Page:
Chairman and Co-CEO of Salesforce Marc Benioff recently declared, “Capitalism as we have known it is dead.” In making this claim, Mr. Benioff was stating that the traditional model of business economics – maximizing shareholder value is dead. Instead, he argues that we are entering a new phase of capitalism, the age of stakeholder value. In this model, shareholders are but one entity that must be acknowledged. The others are the workforce, community, and even the environment. When highly successful titans of industry make these kinds of prophetic statements, we tend to give them the weight of Biblical oratory. Members of the media frantically copy down each word for their next article or book.
However, if anyone would pay attention, millennials rejected the standard shareholder value model long ago. They went on record by refusing to be reduced to a simple unit of production. In their minds, their value cannot be measured by the revenue they produce for shareholders. How did they make this kind of bold statement? With their feet.
All their lives, older adults have reached out to millennials to encourage and nurture their dreams and aspirations. When they enter the marketplace, they expect the same kind of treatment from superiors. Unfortunately, in the workplace, managers are not trained, nor are they supposed to care for the aspirations of their subordinates. From their perspective, the primary role of the workforce is to create revenue. Plain, simple, and clear.
However, millennials reject this value system and walk. In response, they are labeled self-centered and loyal only to themselves. Unfortunately, this is the way they were raised. Frankly, I see nothing wrong with this. Their only crime is being twice as smart as their parents and grandparents when they were the same age. This should terrorize existing managers and leaders because millennials are not only asking for authentic relationships with their superiors, they fully expect it. The fact that 6 in 10 millennials are looking for a new job should be a wakeup call. Our total understanding of leadership will need to be reinvented if organizations expect to hire and retain the best millennials.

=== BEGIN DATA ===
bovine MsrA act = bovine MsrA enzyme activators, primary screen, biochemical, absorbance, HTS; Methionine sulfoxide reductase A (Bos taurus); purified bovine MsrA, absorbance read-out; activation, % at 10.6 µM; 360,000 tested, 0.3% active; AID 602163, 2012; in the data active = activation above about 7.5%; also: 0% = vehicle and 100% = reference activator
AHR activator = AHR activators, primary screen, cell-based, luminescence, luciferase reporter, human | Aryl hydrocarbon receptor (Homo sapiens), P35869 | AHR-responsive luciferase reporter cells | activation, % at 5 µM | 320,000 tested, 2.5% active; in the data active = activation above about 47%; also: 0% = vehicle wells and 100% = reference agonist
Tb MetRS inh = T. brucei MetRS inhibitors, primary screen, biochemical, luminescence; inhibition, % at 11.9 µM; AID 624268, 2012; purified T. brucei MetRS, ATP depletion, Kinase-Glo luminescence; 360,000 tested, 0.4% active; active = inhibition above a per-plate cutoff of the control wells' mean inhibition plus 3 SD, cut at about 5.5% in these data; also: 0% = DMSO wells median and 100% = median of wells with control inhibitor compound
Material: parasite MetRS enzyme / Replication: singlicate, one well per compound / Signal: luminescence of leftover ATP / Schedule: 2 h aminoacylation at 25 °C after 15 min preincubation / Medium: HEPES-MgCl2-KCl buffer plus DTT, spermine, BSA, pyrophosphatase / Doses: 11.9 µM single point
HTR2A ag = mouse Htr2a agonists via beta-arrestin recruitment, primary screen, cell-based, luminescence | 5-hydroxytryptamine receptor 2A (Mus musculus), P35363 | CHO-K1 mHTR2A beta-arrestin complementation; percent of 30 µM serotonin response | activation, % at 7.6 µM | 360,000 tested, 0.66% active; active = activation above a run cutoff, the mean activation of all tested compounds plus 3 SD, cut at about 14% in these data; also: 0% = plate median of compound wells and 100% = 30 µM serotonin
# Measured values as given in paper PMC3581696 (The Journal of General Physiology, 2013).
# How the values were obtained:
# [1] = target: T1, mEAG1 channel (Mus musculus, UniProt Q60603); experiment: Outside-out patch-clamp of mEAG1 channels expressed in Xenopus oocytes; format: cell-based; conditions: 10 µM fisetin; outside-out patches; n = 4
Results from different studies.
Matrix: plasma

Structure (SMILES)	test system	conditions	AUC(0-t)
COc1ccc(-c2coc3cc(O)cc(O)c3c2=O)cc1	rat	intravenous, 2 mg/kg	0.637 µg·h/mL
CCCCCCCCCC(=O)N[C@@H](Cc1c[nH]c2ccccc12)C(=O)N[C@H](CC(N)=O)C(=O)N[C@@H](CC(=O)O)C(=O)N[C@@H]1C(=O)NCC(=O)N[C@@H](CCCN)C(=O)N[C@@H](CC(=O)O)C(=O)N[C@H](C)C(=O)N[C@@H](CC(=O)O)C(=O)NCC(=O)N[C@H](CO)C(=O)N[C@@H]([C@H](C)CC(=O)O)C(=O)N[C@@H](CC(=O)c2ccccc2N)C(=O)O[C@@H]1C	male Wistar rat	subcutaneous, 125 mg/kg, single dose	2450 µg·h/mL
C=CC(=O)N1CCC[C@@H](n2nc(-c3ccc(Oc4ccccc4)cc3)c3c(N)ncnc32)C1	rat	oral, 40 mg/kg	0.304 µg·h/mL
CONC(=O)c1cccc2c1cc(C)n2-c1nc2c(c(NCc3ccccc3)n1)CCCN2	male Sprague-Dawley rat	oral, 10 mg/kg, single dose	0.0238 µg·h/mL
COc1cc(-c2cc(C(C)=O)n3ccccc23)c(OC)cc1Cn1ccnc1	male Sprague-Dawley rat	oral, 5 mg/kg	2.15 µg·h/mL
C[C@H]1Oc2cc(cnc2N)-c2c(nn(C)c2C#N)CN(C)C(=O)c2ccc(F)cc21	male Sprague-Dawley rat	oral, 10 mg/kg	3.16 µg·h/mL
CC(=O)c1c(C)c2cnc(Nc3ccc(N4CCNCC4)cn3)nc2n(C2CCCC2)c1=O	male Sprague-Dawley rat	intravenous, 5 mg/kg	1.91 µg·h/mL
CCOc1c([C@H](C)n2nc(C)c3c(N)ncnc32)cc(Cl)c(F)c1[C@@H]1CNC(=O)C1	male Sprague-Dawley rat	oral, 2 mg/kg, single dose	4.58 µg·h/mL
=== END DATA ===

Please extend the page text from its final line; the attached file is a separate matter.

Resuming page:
This new understanding of leadership is what Dr. Barbara Kellerman, professor of public leadership at Harvard’s Kennedy School of Government, refers to as the “system of leadership.” When leadership is understood as a system, it can be designed for specific requirements. If the system says leaders are to be mentors and coaches, then specific training and feedback loops can be designed to teach leaders and managers how to be coaches and mentors. Unfortunately, when this training is provided outside the context of a designed system, it becomes a good suggestion but not a requirement. When it becomes a requirement, training is then aligned with system requirements that will establish a culture of coaching.
In my research, I discovered a small manufacturing organization that has built the principles of servant leadership into their system of leadership. Every leader, manager, production lead, and supervisor is trained to be servants and mentors to those they lead. They are called mentors. Their job is to facilitate their subordinates to find and eliminate. This begins with the President and CEO. Want to see him? He will not be at his desk. He does not have one. In fact, there are no offices in the facility at all. The company has determined that offices are a waste of space and a bottleneck to improvement and waste reduction. The CEO can only be found working directly with his staff. The result is a workforce with very low turnover and a waiting line of customers.